The famous Khazar castle Sarkel (Tur. “white city”) on the lower Don, built with a Byzantine aid in the late 830’s,20 was between them. It has long been debated whether that castle was built against the Rus’ or the Peçenegs (Bechens), but it is certain it served to control Magyars and Onoğurs,21 both of whom would be soon expulsed from that region by the Peçenegs, who in turn had been defeated by the Khazar-Oğuz alliance (aka Khazar-Horezmian alliance). The two people (Magyars and Onoğurs) sharing the same fate seem to have got a union from then on, if they had not been earlier united by the Khazars, who appointed Arpad as their ruler, as narrated by Constantine Porphyrogenitus.22 The very abundance of Turkic loanwords of the so-called Bulgaric character in Hungarian should be keepsake of that dual ethnic structure, which likely ended with the extermination of the warlike Onoğurs (in contrary to the agrarian Magyars) during the raids onto the Western European lands (for which reason the Europeans learned the ethnonym Hungar < Onoğur, and not Magyar), and assimilation of the rest among the Finno-Ugric masses.

Usually, the “appointment” meant endorsement of the local will. Confronting the local will was not safe for any ruler, and at best the ruler could appoint his local representative, a viceroy, which was a traditional practice. In cases of a conflict between the local chief (Khan) and the viceroy, the locals invariably have won.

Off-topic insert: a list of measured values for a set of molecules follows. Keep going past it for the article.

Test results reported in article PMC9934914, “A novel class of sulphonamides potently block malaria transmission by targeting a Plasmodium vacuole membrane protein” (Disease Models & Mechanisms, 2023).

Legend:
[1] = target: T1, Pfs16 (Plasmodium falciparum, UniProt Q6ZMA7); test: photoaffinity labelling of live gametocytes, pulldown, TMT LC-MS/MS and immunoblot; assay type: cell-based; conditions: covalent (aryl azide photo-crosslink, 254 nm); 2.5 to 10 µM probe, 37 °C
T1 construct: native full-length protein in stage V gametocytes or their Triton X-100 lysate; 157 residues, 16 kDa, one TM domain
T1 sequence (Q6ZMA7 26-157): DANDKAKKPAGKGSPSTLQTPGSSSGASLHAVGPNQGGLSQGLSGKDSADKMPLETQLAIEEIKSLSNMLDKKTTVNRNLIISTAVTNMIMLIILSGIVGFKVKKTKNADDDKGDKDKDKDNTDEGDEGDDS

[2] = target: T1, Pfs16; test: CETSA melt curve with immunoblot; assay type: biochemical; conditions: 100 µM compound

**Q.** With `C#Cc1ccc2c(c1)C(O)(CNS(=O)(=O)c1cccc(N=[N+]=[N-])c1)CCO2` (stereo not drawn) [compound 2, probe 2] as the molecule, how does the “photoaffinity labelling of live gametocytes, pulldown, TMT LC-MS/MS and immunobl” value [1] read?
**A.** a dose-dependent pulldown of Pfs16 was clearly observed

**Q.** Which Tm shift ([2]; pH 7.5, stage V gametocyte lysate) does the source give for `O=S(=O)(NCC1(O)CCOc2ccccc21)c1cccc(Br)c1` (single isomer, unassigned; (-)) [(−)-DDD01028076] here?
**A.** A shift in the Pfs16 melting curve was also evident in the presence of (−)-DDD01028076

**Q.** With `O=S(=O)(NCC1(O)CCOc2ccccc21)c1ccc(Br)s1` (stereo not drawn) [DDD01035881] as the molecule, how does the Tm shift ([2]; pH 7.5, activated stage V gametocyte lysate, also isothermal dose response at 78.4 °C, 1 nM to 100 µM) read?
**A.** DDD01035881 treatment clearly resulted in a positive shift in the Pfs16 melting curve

Whether Hungar reflects Hun + gar (Hun tribes) or Onoğur is a matter of speculative deductions from survived tidbits to general suggestion.

The term Magyar showed up centuries after the conquest, and it was homegrown.

21  There were no symptoms of the Rus’ in those years, and the Peçenegs (Bechens) were not threatening the Khazar state from that direction. Zuckerman, Khazar Diarchy, pp. 520-521, seems totally right in pointing to the Magyar danger. However, how can we explain continuation of the Khazar rule on Slavic tribes, even around Kiev, by the end of the 9th century, if the invading Magyars had closed all the way between Slavs and Khazars? Thus, it is difficult to call a Magyar invasion of the Khazar soil in 830’s, but an ongoing low tension between the Kagan's horde and the subdued Onoğurs and Magyars. DAI, our major source, tells nothing on even such a tension, except the Kabar rebellion, which was not related to the Magyar-Onoğur union, and almost all Islamic sources pass by such a quarrel.
22  DAI, p. 173. The accounts of Constantine and the affairs of the 9th century are well discussed in Takâcs’ article Khazars, Pechenegs and Hungarians.

Relatively rapid conversion of the Hungarians to Christianity (they withstood only one century, cf. the Rus’ one and half century, the Danubian Bulgars two centuries, the Avars never) might be concerning with Onoğurs’ being Christians23